Aaron learned baseball on the sandlots of Mobile and honed his batting eye hitting hurled bottle caps with sticks. He was good enough that local scout Ed Scott signed him to play for the Indianapolis Clowns in the rapidly dying Negro Leagues, where Aaron got his first pro experience in 1952 as a shortstop making $200 a month.
Two months into his pro career, Aaron had been discovered by “organized” baseball, which until its integration by Aaron’s hero and mentor, Jackie Robinson, in 1947, had been all-white in the 20th century. Aaron helped integrate the Northern League at Eau Claire in 1952 and the South Atlantic League at Jacksonville in 1953, all the time hitting like a top prospect.
Aaron also became the first black player for the National League’s Milwaukee Braves in 1954, jumping from Double-A baseball to the big leagues and becoming the final player from the Negro Leagues to reach the Major Leagues.
AJC’s Terrence Moore (“Baseball great Henry ‘Hank’ Aaron, 86, passes into history“):
In March of 1954, with his place in the major leagues far from assured, Hank Aaron was granted a start in a Milwaukee exhibition game versus Boston, only because Bobby Thomson, the regular left fielder and Aaron’s idol, had just broken his ankle.
Already possessed of dramatic timing at the age of 20, the rookie promptly drilled a ball that carried the wall, flew over a row of trailers parked outside the Sarasota park and reverberated so loudly in the Red Sox clubhouse that the great Ted Williams emerged, as Aaron recalled, “wanting to know who it was that could make a bat sound that way when it hit a baseball.”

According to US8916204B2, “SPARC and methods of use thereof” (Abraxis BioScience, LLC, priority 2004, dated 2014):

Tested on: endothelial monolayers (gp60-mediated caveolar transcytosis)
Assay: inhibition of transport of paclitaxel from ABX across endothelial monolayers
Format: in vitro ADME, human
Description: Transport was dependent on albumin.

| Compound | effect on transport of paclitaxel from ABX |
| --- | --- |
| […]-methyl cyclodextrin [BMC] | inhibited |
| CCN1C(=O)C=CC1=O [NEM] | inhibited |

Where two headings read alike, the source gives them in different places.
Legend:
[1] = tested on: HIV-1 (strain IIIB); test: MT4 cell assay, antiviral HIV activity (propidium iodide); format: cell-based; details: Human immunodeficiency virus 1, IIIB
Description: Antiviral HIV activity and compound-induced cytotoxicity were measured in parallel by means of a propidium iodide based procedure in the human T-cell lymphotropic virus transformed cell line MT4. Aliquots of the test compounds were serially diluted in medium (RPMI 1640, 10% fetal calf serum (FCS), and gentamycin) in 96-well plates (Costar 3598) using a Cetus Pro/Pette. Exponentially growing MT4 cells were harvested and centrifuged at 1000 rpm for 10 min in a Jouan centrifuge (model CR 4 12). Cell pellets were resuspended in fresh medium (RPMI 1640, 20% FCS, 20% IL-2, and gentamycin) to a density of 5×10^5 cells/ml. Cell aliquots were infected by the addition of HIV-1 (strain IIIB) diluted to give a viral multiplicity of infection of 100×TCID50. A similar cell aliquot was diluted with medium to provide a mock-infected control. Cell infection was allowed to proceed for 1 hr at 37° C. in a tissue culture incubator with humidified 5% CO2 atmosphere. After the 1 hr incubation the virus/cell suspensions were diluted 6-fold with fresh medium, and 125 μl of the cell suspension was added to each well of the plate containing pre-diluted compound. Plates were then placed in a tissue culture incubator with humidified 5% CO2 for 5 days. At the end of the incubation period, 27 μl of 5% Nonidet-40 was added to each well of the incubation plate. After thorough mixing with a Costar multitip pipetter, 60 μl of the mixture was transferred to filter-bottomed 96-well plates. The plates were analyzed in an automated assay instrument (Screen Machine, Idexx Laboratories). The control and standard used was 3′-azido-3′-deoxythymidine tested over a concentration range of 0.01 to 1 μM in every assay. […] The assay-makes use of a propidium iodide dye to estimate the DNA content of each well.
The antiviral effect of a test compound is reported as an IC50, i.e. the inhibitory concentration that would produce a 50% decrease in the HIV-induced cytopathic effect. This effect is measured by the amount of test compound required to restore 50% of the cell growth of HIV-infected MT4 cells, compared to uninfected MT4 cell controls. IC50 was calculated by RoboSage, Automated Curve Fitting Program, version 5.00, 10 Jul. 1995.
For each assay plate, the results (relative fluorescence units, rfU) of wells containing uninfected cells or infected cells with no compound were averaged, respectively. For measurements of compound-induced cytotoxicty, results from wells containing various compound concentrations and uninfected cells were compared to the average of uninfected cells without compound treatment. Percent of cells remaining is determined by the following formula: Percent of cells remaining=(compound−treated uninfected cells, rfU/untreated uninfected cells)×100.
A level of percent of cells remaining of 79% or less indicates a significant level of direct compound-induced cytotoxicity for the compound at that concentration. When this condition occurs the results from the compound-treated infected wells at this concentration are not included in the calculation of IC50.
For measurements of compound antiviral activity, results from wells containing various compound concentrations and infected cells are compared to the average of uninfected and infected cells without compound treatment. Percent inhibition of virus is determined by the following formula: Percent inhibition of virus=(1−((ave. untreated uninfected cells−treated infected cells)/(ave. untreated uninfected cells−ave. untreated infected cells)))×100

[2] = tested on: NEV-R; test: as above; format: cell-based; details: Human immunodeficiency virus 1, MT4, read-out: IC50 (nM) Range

Over the next 23 years, a nation of fans would join in Williams’ wonder, as Aaron was transformed from a raw, cross-handed line-drive hitter into the game’s most prolific force. A Hall of Famer, Atlanta’s first professional sports star, and, in a soft-spoken way, an agent of change in the post-Jim Crow South, Aaron came to embody the city as he embodied the Braves.
Baseball’s all-time home run king died Friday at the age of 86, according to Channel 2 Action News and serveral reports. The Braves have not confirmed Aaron’s death.
“I don’t think too many people got a chance to know me through the years, and that was something that was my own doing, because I’m actually kind of a loner, a guy that has stayed to himself,” Aaron said in a 2006 interview with The Atlanta Journal-Constitution. “A lot of people thought they knew me, but they really didn’t.
“They pretend that they know me, but I travel alone. I do just about everything alone. I have associates, but I don’t have many friends. I would just want to be remembered as somebody who just tried to be fair with people.”
In a funhouse way, Aaron could be viewed differently from varying angles. To a 19-year-old kid breaking in with the Braves in 1968, Aaron was not a star, but an “extra parent.”